Cape Town – A pan-African survey of African savannah elephants has revealed declines of a staggering 30% – 144 000 elephants, between 2007 and 2014 in the areas covered by the survey.
The Paul G Allen’s Great Elephant Census (GEC) is the first continent-wide aerial survey of African elephants using standardized methodology.
Principle investigator, Mike Chase of Elephants Without Borders, said that together with more than 90 scientists, six NGOs, and dozens of conservationists and volunteers on-the-ground they surveyed 18 African countries of savanna elephant range and counted over 93% of their populations across a million miles of territory in 81 airplanes and ultimately recorded an estimated population of just 352 271 for the entire continent.
Extremely low numbers of elephants were also found in northeastern Democratic Republic of the Congo, northern Cameroon and southwest Zambia. Chase believes that the “populations there face local extinction.”
Chase and his team were not only counting live elephants but dead ones too. In the countries with declining live elephants there were correspondingly high carcass ratios. A carcass ratio is the percentage of dead elephants observed during the count. For example, a carcass ratio of 10% indicates the survey team recorded one dead elephant for every 9 live elephants that were counted.
On average, a carcass ratio of more than 8% indicates poaching at a level high enough to cause a declining population. The highest carcass ratios occurred in: Cameroon (83%); Mozambique (32%); Angola (30%); Tanzania (26%).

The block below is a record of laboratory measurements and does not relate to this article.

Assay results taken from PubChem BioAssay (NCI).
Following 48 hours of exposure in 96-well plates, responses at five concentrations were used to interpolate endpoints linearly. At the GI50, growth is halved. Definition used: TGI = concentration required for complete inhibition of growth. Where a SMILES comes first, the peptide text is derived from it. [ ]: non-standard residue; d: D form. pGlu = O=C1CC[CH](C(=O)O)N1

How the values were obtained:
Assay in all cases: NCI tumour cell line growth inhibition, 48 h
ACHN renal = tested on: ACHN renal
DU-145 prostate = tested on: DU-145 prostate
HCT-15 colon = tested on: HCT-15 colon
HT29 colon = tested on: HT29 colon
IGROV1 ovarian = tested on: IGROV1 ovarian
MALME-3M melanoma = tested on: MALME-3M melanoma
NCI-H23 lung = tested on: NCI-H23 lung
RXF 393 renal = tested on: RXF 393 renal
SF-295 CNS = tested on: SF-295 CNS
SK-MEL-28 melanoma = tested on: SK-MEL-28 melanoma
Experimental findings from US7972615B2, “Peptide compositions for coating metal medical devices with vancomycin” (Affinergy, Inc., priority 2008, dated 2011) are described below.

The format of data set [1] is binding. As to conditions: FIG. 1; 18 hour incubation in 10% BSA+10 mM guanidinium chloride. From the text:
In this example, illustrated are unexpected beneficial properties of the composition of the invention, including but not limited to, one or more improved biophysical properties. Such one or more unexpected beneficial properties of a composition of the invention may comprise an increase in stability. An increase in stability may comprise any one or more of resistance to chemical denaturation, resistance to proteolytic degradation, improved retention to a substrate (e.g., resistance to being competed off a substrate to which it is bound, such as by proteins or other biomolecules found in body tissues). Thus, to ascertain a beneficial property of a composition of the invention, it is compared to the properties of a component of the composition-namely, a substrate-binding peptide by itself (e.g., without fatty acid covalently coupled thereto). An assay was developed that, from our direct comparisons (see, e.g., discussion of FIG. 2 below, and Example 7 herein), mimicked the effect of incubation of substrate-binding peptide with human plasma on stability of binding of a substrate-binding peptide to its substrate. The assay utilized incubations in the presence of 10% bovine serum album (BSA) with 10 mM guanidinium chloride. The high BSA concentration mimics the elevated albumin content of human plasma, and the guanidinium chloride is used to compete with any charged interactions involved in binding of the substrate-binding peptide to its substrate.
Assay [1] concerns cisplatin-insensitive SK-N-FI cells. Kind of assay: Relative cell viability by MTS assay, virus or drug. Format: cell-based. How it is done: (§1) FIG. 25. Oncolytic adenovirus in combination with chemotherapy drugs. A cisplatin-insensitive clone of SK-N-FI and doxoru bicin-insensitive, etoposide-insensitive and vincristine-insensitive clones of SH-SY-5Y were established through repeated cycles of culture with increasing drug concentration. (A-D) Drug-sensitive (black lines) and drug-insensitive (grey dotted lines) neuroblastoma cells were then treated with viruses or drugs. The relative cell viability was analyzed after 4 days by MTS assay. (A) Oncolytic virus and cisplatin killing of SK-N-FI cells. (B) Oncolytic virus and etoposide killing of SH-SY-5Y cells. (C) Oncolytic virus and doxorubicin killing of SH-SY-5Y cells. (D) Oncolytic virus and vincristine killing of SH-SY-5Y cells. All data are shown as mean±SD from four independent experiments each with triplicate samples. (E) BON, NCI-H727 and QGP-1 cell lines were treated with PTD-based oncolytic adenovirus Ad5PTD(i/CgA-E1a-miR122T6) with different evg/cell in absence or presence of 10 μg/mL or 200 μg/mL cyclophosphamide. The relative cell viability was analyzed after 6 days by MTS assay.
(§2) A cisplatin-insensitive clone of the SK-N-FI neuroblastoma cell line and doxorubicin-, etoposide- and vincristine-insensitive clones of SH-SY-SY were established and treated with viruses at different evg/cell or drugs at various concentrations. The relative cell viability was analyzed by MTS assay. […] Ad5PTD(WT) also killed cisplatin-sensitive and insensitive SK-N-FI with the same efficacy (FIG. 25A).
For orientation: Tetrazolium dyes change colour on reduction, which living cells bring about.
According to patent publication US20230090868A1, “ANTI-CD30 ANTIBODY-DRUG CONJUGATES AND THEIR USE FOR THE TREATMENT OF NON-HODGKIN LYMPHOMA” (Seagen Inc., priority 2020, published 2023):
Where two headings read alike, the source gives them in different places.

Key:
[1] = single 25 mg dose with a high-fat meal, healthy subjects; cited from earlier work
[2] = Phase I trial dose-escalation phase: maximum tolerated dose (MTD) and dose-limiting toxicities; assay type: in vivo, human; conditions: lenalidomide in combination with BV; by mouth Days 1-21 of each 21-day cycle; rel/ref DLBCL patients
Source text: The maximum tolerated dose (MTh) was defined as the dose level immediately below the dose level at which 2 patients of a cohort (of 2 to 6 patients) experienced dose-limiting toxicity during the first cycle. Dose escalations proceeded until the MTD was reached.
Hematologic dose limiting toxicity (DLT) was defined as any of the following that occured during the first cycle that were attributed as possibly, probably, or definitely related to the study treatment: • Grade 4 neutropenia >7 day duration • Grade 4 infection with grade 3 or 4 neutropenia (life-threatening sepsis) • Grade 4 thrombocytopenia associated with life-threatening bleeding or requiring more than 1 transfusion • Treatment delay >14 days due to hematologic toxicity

The carcass ratio continent-wide was 11.9%, meaning that elephants in general are declining across the continent.
In contrast, Uganda, Kenya, South Africa, parts of Malawi, and the W-Arli-Pendjari conservation complex of protected areas that span Benin, Niger and Burkina Faso were found to have stable or slightly increasing elephant populations. The W-Arli-Pendjari area is the only largesavannah elephant population left in West Africa.
Namibia also showed increasing numbers of elephants especially in the Zambezi-Caprivi area, but this is possibly because the territory runs the length of the unfenced border with Botswana, the country with the largest single population of elephants, which stands at about 130 000 strong. The bulk of Botswana’s elephants are in the north close to Namibia. And since elephants are not confined by national boundaries there is a constant movement of large herds between the two countries.
However, there are worrying signs for both Namibia and Botswana.
While Namibia was not officially surveyed by the GEC, aerial surveys that took off in northern Botswana to survey southern Angola and Zambia had to fly flew over the Zambezi-Caprivi strip of Namibia. Chase, who has independently been surveying the area for the past decade and a half says, “Ironically, Namibia’s increase of elephants in the area coincides with the highest mortality/carcass ratios over a 15 year period.” He also mentions that helicopter pilots inspecting a power-line along the Zambezi-Caprivi strip recently estimated nearly 200 carcasses from the Kavango River to Katima Mulilo, a distance of just 60 kilometres. This indicates that poachers who are causing carnage just across the border in Angola and Zambia have been operating on the Namibian side of the Zambezi River with increasing intensity.